Blindly Believing is Easier Than the Hard Work of Finding the Truth

Rejection Is a Driving Force in Why We Follow the Crowd

We naturally desire being accepted…being included in the group of cool people. This need starts at an early age.

You’re probably aware of the game spin the bottle. In one version, whoever the bottle points at must either kiss the spinner or pay them a quarter. One man said that he got so many quarters that he paid his first year of college with quarters.

Now that’s some major rejection. This humorous story may make us laugh, but…

There’s nothing funny about rejection.

Most of us are familiar with the Palm Sunday story of Jesus riding the donkey into Jerusalem. The people gave Him a king’s welcome. They spread coats and palm branches on the road in front of Him. As told in Luke 19:28-44, His followers were shouting “Blessed is the king who comes in the name of the Lord!”

We know that in a few short days after Jesus is received as a king, he is killed like a criminal. Talk about rejection.

There were two groups of people observing Jesus’ arrival. The majority of both groups were wrong in their perception of what this arrival meant. Both thought Jesus was going to come in and overthrow the government.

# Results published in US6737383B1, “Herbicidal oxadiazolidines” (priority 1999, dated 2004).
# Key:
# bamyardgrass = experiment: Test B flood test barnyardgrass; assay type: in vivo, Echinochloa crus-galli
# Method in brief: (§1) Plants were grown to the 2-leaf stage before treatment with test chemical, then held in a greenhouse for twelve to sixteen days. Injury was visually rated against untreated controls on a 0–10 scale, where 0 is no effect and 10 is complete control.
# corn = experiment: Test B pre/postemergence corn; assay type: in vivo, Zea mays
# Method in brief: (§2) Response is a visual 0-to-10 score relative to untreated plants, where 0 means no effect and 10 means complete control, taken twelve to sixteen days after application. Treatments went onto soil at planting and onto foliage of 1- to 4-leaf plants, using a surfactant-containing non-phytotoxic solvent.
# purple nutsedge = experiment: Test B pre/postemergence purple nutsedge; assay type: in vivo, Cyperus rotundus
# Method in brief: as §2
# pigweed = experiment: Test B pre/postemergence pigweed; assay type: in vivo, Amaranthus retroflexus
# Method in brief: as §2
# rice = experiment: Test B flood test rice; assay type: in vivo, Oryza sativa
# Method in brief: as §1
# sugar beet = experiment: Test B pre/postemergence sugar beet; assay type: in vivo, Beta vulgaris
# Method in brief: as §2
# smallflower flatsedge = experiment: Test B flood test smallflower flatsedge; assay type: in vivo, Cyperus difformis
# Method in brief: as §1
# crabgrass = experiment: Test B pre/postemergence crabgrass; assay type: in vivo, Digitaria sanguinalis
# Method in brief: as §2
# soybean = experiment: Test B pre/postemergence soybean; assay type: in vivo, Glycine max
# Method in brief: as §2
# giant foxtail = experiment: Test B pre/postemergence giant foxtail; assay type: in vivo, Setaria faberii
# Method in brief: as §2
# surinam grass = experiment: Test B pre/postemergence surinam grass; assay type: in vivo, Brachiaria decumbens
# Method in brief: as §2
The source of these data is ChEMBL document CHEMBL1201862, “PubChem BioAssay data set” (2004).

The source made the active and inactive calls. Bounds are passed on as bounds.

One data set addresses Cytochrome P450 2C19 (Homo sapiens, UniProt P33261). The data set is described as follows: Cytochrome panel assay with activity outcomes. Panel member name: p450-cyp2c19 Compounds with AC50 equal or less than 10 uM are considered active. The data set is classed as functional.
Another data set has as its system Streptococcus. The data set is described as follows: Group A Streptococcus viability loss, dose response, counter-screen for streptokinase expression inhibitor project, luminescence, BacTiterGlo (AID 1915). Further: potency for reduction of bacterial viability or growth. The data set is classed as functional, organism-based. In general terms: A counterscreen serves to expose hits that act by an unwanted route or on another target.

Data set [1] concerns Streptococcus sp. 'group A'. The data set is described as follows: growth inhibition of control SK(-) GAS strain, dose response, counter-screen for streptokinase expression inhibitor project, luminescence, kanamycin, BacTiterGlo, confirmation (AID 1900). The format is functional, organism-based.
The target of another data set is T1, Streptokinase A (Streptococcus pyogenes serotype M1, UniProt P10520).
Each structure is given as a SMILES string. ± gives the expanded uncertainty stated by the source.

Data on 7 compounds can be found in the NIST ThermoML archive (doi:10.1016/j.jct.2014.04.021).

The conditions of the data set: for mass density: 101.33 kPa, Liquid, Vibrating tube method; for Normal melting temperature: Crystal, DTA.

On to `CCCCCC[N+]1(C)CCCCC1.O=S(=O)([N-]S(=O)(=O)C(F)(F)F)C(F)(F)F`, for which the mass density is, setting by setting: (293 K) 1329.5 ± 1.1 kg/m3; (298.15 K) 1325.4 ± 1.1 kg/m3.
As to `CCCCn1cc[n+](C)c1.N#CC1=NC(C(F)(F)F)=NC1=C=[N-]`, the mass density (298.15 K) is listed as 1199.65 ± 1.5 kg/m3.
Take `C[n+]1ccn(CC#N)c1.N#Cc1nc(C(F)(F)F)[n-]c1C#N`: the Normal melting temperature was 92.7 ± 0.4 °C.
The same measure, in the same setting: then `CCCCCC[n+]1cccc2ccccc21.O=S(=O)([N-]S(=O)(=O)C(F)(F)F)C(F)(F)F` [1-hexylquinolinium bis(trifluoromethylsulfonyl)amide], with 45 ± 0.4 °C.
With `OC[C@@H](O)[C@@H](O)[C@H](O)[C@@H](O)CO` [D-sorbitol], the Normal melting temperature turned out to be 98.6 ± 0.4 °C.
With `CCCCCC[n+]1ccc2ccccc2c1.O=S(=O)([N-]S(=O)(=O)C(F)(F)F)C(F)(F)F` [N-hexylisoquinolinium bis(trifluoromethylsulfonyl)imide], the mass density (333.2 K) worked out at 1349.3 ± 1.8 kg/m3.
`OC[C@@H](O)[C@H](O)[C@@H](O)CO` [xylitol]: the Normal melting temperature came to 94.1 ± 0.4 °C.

The Pharisees were scared that this would be the end to their power. The others thought this would give them the power. All of them wanted to be part of the “cool crowd”.

Because their focus was on being in the “cool crowd”, they missed the truth.

Too often this desire to fit in, blinds us to the truth.

Being alone is scary. It’s easier to believe what we’re told than to be alone and ask the hard questions. There’s strength in numbers. We feel much safer in a group, even if that group believes the wrong things.

This was never more evident than when the Nazi German regime was able to carry out over eleven million institutional killings between 1933 and 1945. In Andy Andrews book, How Do You Kill 11 Million People? Why the Truth Matters More Than You Think, he shows us how deadly it can be to believe a lie.

Seeking and discerning the truth is of critical importance. Believing lies is the most dangerous thing you can do. Be a careful student of the past, seeking accurate, factual accounts of events that illuminate our choices.

We must become informed, passionate people or suffer the consequences of our own ignorance and apathy. We can no longer measure a group’s worth by what we hear or want to be true. Instead,

We must use an unchanging Biblical standard of the pure, unvarnished truth. 

This truth affects both the world we live in now and the one beyond.

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